Thereafter, Kanika mobilised the women's groups and the press in Bhopal and a team went and met the Director General of Police (DGP) of Madhya Pradesh and submitted the fact finding report to him demanding prompt action to give justice to the girl. The press in Bhopal too highlighted the main issues of the poor investigation by the police and the use of the banned two finger test by the medical personnel. The DGP took immediate action and initiated a high level probe by the Inspector General of Police in charge of the women's cell who is mandatorily a lady officer. This resulted in a fresh First Information Report being filed naming all the accused and with the correct details of the case and the arrest of the accused. The procedure for financial compensation to the abused girl as per the law and rules has also been initiated.
This is an exceptional campaign and shows what perseverance can achieve given the tremendous spotlight against gender based violence that is there at present. While other NGOs and the press had tried to do something the active connivance of the police had stymied these earlier efforts. However, Kanika was not to be deterred and she pursued the matter with consummate activist skill, using legal acumen and media advocacy and forced the Police to act according to the law and provide justice and relief to the raped girl. This is a huge achievement that comes from Kanika skilfully leveraging the laws and the general mood against gender based violence, especially rape. The major problem in this country is that the laws are never implemented in favour of the poor and downtrodden. And especially if it is the police themselves who are in the legal dragnet, as they often are, then they invariably manage to wriggle out. On innumerable occasions we here in Alirajpur have had to haul the police up for their misdeeds but it is a tough ask requiring legal recourse in courts because the police and administrative set up is loathe to act against their own. Under the circumstances when the campaign began I had thought that in this case too, eventually Kanika would have to go to the courts which is both an expensive and time consuming proposition. However, the perseverance of Kanika and the general focus on acting strictly against gender based violence and possibly the fear of the police that if the matter went to court then strictures would be passed against them for inaction led to a successful conclusion to this campaign.
Kanika Sharma, who is pictured below, could have landed a plum job in a funding agency or a big NGO but she did not take part in the campus placement process organised by TISS after passing out from there recently with a post graduate degree in social work. Instead she has joined the National Alliance of People's Movements as a full time activist.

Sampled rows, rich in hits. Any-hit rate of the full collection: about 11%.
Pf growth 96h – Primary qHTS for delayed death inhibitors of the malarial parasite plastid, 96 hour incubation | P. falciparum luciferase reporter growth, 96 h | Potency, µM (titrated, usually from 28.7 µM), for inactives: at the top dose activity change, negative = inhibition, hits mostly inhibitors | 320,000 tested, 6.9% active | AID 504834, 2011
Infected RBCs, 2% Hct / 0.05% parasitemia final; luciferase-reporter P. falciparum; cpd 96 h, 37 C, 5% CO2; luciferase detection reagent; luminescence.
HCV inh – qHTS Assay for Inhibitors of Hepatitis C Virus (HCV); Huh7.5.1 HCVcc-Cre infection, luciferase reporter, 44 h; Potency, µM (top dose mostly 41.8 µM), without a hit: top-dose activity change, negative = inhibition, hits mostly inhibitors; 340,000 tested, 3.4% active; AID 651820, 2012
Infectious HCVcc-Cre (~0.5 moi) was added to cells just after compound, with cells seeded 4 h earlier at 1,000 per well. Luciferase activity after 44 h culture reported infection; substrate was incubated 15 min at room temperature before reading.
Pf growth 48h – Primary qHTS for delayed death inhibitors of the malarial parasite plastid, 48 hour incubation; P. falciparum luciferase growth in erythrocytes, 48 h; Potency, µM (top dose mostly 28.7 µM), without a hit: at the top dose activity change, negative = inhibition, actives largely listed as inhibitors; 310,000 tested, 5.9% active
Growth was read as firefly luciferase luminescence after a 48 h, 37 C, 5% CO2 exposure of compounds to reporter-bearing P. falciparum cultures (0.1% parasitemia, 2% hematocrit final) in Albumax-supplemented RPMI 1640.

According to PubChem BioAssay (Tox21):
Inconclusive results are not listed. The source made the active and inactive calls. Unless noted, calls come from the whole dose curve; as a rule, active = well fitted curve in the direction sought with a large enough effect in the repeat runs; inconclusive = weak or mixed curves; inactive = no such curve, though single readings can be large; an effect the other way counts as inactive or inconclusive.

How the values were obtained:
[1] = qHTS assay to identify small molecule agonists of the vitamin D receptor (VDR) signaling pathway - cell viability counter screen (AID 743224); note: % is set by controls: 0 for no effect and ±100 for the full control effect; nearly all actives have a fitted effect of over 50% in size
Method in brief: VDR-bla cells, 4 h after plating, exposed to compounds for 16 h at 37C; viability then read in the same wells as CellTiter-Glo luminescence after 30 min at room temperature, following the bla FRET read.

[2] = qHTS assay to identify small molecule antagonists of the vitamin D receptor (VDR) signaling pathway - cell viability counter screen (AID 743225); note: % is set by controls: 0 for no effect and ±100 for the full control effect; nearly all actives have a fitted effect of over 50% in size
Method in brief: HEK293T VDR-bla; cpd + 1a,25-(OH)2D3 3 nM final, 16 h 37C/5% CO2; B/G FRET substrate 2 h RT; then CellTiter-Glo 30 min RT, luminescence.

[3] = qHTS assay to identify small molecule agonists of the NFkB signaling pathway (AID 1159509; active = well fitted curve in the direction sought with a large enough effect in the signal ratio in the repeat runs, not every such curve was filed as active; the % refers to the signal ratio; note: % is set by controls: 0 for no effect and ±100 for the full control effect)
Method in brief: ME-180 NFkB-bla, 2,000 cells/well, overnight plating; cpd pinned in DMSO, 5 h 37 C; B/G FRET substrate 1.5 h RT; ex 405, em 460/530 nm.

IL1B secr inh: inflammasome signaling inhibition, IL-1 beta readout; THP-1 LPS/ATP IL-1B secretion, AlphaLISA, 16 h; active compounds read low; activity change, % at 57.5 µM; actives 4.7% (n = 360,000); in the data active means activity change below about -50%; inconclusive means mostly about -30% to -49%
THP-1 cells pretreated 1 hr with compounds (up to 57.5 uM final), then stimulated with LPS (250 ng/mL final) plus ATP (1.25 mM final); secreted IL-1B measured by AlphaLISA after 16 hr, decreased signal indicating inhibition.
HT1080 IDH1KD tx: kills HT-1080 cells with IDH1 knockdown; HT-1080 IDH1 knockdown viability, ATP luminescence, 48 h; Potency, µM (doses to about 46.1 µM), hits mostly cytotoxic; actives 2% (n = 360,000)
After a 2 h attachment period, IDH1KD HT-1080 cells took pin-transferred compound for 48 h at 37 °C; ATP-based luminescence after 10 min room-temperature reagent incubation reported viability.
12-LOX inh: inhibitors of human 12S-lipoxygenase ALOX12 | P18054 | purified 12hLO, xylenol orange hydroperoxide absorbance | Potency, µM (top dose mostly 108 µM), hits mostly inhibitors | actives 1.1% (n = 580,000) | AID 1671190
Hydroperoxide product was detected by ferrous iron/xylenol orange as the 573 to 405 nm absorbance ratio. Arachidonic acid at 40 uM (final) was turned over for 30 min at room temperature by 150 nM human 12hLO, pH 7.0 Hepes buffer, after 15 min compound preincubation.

This is the kind of spirit and commitment that is required of the youth of today if the injustice that is there in society is to be done away with. Given the consumerist culture that engulfs society it is difficult for youth these days to shun money making jobs but to her credit Kanika has decided to take the road less travelled and if she continues with the same sagacity and courage that she has shown in her campaign for the Adivasi girl in Chhindwara then both she and the human race have a lot to look forward to. May her tribe increase.
Sunday, June 22, 2014
However, their inherent adventurism could not be satisfied through such mundane slogging. So the more enterprising among the Bhils drifted into illegal occupations. The biggest money spinner of all is smuggling of liquor into Gujarat. Gujarat is officially a dry state and liquor can't be produced or sold legally. So it is sold in large quantities illegally and has to be supplied from outside the State. Alirajpur being on the border with Gujarat is obviously well placed to supply this liquor and so many of the Adivasis have become the liquor supplying mafia. Then there is the smuggling of cattle for conversion into beef. There is a huge export market for beef in the middle east that is supplied from India which has a surfeit of cattle. However, since the killing of cattle is regulated and prohibited in some cases here too illegal supply routes have developed which have to traverse remote areas. Once again the hilly fastnesses of Alirajpur bordering on the River Narmada provide an ideal route for cattle smuggling. Cattle is brought from all over Central India and transported across the Narmada into Maharashtra and thence to the Mumbai coastline where they are slaughtered in abattoirs before being exported to the Gulf. Finally there is sand smuggling. Sand has become a very scarce resource with the construction industry booming all over and Alirajpur happens to be a major source for this material. Since sand mining kills rivers it is prohibited beyond certain limits by environmental laws but once again illegalities dominate. Apart from this there are other illegal professions like selling of fake notes and fake silver or gold. The younger generation of educated Bhils of an adventurous bent have taken to these professions and become big time mafiosi.